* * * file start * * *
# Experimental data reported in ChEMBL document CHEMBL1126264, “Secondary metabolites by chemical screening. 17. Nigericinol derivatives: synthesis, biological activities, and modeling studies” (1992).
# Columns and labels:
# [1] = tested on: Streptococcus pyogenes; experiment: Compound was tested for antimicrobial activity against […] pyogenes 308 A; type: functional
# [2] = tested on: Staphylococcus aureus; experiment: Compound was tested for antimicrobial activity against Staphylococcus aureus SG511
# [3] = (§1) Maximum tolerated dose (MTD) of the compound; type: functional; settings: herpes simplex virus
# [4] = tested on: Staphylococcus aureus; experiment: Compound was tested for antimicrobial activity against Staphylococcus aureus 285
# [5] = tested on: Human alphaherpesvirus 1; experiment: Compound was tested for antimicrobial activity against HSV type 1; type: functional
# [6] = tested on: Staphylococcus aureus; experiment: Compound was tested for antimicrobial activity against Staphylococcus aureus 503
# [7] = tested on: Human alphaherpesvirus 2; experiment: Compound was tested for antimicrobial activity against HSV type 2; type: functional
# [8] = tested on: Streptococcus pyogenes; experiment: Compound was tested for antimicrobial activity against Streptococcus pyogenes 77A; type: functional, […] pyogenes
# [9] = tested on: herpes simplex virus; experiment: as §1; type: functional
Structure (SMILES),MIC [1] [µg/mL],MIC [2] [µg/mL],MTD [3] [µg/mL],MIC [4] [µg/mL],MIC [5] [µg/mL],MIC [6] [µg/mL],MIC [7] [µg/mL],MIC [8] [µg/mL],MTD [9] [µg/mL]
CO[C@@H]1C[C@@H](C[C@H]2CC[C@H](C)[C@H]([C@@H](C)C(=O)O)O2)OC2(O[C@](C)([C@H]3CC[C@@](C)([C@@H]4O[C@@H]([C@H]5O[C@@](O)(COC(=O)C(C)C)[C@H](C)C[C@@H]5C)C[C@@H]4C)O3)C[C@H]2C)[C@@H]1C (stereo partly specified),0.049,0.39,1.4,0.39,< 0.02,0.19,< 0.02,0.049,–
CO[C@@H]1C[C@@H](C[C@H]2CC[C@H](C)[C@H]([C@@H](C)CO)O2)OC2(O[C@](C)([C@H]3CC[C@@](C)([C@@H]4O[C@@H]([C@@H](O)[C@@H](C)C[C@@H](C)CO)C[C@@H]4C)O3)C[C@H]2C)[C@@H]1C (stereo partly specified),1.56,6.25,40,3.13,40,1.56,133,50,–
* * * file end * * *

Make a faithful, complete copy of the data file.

# Experimental data reported in ChEMBL document CHEMBL1126264, “Secondary metabolites by chemical screening. 17. Nigericinol derivatives: synthesis, biological activities, and modeling studies” (1992).
# Columns and labels:
# [1] = tested on: Streptococcus pyogenes; experiment: Compound was tested for antimicrobial activity against […] pyogenes 308 A; type: functional
# [2] = tested on: Staphylococcus aureus; experiment: Compound was tested for antimicrobial activity against Staphylococcus aureus SG511
# [3] = (§1) Maximum tolerated dose (MTD) of the compound; type: functional; settings: herpes simplex virus
# [4] = tested on: Staphylococcus aureus; experiment: Compound was tested for antimicrobial activity against Staphylococcus aureus 285
# [5] = tested on: Human alphaherpesvirus 1; experiment: Compound was tested for antimicrobial activity against HSV type 1; type: functional
# [6] = tested on: Staphylococcus aureus; experiment: Compound was tested for antimicrobial activity against Staphylococcus aureus 503
# [7] = tested on: Human alphaherpesvirus 2; experiment: Compound was tested for antimicrobial activity against HSV type 2; type: functional
# [8] = tested on: Streptococcus pyogenes; experiment: Compound was tested for antimicrobial activity against Streptococcus pyogenes 77A; type: functional, […] pyogenes
# [9] = tested on: herpes simplex virus; experiment: as §1; type: functional
Structure (SMILES),MIC [1] [µg/mL],MIC [2] [µg/mL],MTD [3] [µg/mL],MIC [4] [µg/mL],MIC [5] [µg/mL],MIC [6] [µg/mL],MIC [7] [µg/mL],MIC [8] [µg/mL],MTD [9] [µg/mL]
CO[C@@H]1C[C@@H](C[C@H]2CC[C@H](C)[C@H]([C@@H](C)C(=O)O)O2)OC2(O[C@](C)([C@H]3CC[C@@](C)([C@@H]4O[C@@H]([C@H]5O[C@@](O)(COC(=O)C(C)C)[C@H](C)C[C@@H]5C)C[C@@H]4C)O3)C[C@H]2C)[C@@H]1C (stereo partly specified),0.049,0.39,1.4,0.39,< 0.02,0.19,< 0.02,0.049,–
CO[C@@H]1C[C@@H](C[C@H]2CC[C@H](C)[C@H]([C@@H](C)CO)O2)OC2(O[C@](C)([C@H]3CC[C@@](C)([C@@H]4O[C@@H]([C@@H](O)[C@@H](C)C[C@@H](C)CO)C[C@@H]4C)O3)C[C@H]2C)[C@@H]1C (stereo partly specified),1.56,6.25,40,3.13,40,1.56,133,50,–